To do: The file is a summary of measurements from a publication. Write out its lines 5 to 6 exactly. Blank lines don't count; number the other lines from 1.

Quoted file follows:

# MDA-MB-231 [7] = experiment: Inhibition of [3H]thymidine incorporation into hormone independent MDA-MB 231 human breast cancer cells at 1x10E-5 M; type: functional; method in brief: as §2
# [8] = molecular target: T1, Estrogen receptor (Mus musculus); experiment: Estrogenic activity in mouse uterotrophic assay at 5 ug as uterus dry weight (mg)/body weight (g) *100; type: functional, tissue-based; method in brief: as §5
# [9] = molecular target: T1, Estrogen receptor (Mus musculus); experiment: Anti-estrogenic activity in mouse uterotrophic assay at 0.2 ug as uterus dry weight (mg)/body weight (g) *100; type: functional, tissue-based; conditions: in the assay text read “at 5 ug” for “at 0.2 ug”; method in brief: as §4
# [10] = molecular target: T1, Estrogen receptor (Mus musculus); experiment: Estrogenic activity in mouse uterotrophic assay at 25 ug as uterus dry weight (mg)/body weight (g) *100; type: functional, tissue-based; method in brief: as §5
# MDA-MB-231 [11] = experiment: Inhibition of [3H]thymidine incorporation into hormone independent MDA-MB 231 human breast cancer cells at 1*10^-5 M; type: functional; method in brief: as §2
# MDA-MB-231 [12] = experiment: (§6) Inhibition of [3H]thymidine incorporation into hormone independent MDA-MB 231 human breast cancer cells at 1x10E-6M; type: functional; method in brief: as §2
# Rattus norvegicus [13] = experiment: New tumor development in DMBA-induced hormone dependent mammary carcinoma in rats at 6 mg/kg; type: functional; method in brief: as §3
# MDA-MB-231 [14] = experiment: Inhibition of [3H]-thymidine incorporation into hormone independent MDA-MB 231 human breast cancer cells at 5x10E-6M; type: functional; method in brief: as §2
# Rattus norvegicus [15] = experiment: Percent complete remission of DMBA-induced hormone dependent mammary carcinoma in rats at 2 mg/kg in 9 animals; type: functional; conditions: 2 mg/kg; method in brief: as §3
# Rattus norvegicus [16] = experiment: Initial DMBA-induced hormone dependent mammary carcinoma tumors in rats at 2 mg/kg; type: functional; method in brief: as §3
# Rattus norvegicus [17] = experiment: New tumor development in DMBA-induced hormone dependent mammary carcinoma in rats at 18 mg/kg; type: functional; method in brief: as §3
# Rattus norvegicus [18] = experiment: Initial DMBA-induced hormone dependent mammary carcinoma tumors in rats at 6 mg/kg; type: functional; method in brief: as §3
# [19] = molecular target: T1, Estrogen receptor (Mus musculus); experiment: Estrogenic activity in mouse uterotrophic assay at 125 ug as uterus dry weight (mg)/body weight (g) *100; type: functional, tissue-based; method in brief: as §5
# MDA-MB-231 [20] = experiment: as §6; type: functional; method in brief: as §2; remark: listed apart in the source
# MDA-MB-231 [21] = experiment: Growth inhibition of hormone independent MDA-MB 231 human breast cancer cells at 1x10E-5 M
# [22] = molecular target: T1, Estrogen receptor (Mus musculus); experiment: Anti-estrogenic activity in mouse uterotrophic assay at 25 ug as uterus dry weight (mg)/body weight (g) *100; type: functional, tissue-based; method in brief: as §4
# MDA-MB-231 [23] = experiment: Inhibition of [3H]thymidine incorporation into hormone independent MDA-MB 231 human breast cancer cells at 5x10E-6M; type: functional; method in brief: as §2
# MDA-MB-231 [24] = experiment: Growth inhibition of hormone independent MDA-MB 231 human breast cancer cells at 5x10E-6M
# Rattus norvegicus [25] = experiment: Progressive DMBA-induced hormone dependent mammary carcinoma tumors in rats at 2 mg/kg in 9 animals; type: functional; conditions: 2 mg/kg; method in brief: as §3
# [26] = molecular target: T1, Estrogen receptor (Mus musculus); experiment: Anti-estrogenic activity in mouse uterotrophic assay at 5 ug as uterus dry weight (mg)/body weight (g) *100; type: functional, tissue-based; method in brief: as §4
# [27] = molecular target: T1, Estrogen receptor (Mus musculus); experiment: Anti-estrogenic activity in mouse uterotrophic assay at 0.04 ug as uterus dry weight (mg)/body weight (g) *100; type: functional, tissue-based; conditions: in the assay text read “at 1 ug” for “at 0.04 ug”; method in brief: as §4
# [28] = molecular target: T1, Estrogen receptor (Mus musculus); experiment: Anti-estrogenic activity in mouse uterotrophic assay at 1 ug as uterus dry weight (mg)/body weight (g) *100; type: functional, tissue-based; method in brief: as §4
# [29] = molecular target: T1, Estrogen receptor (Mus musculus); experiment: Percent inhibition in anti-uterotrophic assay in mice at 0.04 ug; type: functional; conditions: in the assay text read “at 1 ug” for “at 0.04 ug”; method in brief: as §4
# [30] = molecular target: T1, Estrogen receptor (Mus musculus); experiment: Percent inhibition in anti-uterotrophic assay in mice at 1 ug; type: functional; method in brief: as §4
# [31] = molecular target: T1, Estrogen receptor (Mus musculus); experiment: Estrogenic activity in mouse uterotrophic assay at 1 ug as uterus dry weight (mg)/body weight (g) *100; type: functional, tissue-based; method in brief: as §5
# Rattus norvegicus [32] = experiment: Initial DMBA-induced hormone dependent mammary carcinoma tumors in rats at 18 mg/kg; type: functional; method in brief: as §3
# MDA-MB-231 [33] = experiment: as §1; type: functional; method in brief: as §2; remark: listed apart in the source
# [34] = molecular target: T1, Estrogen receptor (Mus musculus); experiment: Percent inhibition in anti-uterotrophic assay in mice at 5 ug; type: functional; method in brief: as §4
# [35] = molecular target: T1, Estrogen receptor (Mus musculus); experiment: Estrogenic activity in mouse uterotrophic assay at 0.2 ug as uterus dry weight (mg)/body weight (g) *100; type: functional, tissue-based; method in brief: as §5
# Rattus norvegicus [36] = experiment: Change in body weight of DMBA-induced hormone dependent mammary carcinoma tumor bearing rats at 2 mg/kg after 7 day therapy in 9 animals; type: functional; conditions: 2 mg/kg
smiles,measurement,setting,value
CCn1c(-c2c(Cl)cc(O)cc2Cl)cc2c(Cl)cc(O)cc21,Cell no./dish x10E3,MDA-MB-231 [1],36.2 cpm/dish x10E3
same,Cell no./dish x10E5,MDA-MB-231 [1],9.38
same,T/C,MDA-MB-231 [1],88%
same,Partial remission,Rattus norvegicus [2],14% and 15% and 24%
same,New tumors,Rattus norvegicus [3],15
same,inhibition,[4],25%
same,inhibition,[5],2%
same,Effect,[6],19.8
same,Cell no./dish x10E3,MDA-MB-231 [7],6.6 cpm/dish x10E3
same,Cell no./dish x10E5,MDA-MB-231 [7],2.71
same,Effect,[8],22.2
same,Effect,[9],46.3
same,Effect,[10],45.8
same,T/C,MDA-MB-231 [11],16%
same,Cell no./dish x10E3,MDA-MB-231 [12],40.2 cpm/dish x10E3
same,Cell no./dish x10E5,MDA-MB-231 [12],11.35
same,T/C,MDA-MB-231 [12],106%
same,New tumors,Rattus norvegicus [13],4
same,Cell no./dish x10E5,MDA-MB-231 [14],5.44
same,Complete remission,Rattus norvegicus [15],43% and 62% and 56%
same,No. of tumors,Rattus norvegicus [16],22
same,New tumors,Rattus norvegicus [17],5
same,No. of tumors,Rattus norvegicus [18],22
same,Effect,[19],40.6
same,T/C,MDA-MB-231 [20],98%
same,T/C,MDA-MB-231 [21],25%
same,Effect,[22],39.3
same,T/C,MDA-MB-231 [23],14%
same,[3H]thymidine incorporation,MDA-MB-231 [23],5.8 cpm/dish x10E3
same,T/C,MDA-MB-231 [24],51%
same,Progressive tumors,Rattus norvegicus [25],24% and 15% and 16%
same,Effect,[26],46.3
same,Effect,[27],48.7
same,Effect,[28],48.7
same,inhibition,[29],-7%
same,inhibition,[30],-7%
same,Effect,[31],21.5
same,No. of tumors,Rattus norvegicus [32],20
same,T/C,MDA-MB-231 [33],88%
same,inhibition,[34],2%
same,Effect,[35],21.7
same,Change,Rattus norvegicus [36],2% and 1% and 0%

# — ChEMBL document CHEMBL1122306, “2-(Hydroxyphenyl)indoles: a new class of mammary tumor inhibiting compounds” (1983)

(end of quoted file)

# MDA-MB-231 [11] = experiment: Inhibition of [3H]thymidine incorporation into hormone independent MDA-MB 231 human breast cancer cells at 1*10^-5 M; type: functional; method in brief: as §2
# MDA-MB-231 [12] = experiment: (§6) Inhibition of [3H]thymidine incorporation into hormone independent MDA-MB 231 human breast cancer cells at 1x10E-6M; type: functional; method in brief: as §2